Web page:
Even when we can’t find the words to express it, that yearning is there. We long for the day when there will be no more abandonment, when every tear will be wiped from our eyes and there will be no more sorrow and no more pain and death will be swallowed up forever and all will be one as God is one. Our hope is in Christ who has promised us that the day is coming soon and who allows us to glimpse it every time we eat and drink at this table.
But I discovered in myself this week that there is a flip side to this fervent yearning and expectant hope. There is also a fear – an covert and disturbing fear. You can sense it in the gospel reading. When he speaks of the coming reign of God, Jesus speaks in heavy apocalyptic language of the sun being darkened, the moon refusing to shine and the stars falling from heaven. There are signs and wonders and terrors and traumas, angels gathering up the chosen ones and Christ coming on the clouds with great power and glory. There is a violence about these accounts, it’s like an earthquake heavy with threat and menace.
For me though this time round, it was not the scripture reading that made me face that fear in myself. It was one of the final lines in the creed that we will read together in a moment. It was a line suggested by a liturgical scholar whose comments I sought as the liturgy was being prepared. When I first saw it I thought, “Yeah that’s good,” and I popped it in. It was only a few days later when I read it again that the line hit me like a brick between the eyes and confronted me with some deep fears in myself. The line says, “For the coming of that day on this day, we work and pray.”
Suddenly I’d run into the outer edge of my own faith. I was confronted with my own lack of readiness. I find it easier enough to say “Come, Lord Jesus, Come” and to speak of the hope of Christ’s day of glory. But do I really want that day to come on this day? Am I ready for Christ to come now? Suddenly my language of hope and expectancy seems like a lot of hot air. Something inside me knots up in fear at the thought. I wish I could say it was just fear for those who are yet to embrace God’s grace, but I’d be lying. It was fear for me. It showed me the extent to which I’m over invested in the here and now. As glorious as the vision of creation brought to completion is, I will always fear it as long as I continue to invest in and profit from the present brokenness and lack of integrity in the world. I am like the rich young man who went away sad rather than pay the price of following Jesus. I am like the mining magnate who opposes environmental initiatives because he’s got too much to lose if we move to protect the fragile earth.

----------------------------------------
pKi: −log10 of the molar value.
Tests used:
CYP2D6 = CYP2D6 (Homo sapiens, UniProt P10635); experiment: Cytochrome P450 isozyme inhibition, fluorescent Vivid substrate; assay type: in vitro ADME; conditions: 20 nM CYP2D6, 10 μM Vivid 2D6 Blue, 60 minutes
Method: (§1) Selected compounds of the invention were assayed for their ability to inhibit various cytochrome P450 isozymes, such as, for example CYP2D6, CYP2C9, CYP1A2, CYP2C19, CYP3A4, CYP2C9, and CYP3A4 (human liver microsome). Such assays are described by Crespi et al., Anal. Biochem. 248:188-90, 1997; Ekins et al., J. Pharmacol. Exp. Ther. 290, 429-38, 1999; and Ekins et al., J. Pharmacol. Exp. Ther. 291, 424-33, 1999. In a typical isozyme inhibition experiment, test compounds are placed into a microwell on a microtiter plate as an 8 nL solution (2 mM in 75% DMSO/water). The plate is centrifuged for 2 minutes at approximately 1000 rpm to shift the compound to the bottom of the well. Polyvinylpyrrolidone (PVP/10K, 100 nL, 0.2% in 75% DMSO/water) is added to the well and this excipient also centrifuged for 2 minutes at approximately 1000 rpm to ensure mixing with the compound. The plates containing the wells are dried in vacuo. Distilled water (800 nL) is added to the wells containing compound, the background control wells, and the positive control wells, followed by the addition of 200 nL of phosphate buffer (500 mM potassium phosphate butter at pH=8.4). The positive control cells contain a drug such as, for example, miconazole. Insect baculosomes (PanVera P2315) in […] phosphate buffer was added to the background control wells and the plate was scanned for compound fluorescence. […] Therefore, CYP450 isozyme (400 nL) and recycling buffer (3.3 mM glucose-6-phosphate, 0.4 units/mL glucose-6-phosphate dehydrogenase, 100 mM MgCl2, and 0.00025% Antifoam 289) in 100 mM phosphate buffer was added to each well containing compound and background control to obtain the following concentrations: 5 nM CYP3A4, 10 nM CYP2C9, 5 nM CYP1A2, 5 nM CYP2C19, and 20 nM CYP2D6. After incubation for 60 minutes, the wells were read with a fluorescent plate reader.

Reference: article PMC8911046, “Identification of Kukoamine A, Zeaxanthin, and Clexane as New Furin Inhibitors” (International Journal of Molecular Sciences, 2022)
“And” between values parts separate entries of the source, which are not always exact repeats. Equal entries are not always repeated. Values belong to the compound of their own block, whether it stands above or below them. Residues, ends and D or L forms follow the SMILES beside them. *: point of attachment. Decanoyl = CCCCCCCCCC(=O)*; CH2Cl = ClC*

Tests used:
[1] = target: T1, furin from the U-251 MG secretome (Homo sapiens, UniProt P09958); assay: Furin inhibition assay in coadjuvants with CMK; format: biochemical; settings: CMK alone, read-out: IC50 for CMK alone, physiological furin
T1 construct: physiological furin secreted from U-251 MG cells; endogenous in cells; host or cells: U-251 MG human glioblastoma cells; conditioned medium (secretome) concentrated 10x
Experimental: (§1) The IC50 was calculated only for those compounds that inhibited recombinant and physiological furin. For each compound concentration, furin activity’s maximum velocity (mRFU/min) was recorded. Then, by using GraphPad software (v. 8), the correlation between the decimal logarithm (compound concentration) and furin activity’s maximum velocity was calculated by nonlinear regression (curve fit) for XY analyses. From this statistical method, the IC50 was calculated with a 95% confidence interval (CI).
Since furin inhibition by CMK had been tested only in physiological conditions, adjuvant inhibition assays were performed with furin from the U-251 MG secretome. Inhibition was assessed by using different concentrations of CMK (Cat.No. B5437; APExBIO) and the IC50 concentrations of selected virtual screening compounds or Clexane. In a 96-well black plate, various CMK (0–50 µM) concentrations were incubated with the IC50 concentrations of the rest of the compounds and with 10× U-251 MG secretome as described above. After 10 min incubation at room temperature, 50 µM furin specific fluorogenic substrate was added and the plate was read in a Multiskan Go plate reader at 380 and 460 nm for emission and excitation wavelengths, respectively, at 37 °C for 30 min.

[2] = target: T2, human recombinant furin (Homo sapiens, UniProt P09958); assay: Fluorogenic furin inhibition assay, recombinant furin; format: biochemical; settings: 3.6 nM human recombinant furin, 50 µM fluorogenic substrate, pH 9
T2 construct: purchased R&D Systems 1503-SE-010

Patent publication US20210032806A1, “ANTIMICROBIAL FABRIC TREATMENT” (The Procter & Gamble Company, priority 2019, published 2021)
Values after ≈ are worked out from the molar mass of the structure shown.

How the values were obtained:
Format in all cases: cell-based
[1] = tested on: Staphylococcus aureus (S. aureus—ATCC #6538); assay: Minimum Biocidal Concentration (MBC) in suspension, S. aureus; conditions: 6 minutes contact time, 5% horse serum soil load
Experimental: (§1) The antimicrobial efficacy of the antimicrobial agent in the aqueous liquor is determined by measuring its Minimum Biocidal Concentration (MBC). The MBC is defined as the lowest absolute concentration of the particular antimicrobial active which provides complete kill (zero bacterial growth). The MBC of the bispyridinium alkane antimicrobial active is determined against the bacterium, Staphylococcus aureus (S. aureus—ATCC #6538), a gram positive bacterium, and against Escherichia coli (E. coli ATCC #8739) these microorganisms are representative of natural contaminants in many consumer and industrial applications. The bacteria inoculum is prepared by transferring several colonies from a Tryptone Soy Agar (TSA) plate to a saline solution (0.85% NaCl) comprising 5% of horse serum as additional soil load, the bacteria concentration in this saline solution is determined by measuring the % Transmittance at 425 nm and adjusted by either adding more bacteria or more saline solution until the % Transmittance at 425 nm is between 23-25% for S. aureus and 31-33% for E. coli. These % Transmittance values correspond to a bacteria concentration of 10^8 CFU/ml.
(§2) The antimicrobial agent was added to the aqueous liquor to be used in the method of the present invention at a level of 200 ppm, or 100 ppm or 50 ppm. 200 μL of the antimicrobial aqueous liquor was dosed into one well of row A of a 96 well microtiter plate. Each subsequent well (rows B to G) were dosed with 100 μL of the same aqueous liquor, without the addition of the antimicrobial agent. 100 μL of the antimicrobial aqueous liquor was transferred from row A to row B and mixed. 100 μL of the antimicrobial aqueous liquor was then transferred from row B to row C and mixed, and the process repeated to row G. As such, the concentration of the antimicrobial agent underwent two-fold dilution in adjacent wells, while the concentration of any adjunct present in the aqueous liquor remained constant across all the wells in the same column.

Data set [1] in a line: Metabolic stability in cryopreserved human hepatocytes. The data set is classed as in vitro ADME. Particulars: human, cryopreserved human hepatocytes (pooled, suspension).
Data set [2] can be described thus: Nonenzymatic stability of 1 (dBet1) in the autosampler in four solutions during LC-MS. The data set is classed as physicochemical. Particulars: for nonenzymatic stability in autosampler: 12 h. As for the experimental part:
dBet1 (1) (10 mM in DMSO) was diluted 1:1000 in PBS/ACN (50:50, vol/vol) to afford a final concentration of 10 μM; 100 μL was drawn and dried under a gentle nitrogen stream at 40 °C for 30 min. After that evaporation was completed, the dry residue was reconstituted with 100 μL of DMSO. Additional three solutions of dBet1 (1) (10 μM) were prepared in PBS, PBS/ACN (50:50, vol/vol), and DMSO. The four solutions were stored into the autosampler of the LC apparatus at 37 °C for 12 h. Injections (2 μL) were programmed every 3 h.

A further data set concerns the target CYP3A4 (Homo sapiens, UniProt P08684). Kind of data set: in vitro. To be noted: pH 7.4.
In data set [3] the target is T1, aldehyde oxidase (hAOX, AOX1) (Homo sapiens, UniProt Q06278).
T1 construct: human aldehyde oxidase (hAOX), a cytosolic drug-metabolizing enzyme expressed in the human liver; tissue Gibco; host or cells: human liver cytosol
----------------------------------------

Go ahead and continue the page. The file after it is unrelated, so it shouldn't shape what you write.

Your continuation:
I found that line so personally confronting, I was almost tempted to leave it out. But were talking about it in our home group and Shelley, who reacted to it a bit like me, made the comment that once you’d seen it, the whole creed would feel wimpy if you took it out. And I think she’s right. That line is going to challenge me every week from now to Christmas. It is going to ask me every week whether my prayers are for real or whether I’m just mouthing cliches when I pray “Come Lord Jesus.”
And that’s as it should be. Every week when we gather to worship, and especially during Advent, the words we pray are by no means all true of us. But we pray them because the eschaton beckons us. The final fulfilment approaches us in our worship and we pray with the words that we know we need to grow into. And we keep praying them week after week so that we might stretch the envelope of our faith and push ourselves a little closer to actually living the words we pray. Our worship is not and should never be simply an expression of who we are now. It is also to be an expression of who we will become in Christ, for in worship, and this is all the more true during Advent, we stand with one foot in the present and the other in the completed Kingdom to come. And it is in that place of tension, and of eventual reconciliation that we know what Advent means and we can join our voices, hesitant though they may be, with the prayer of the church down through the centuries: “Maranatha! Come, Lord Jesus, Come!”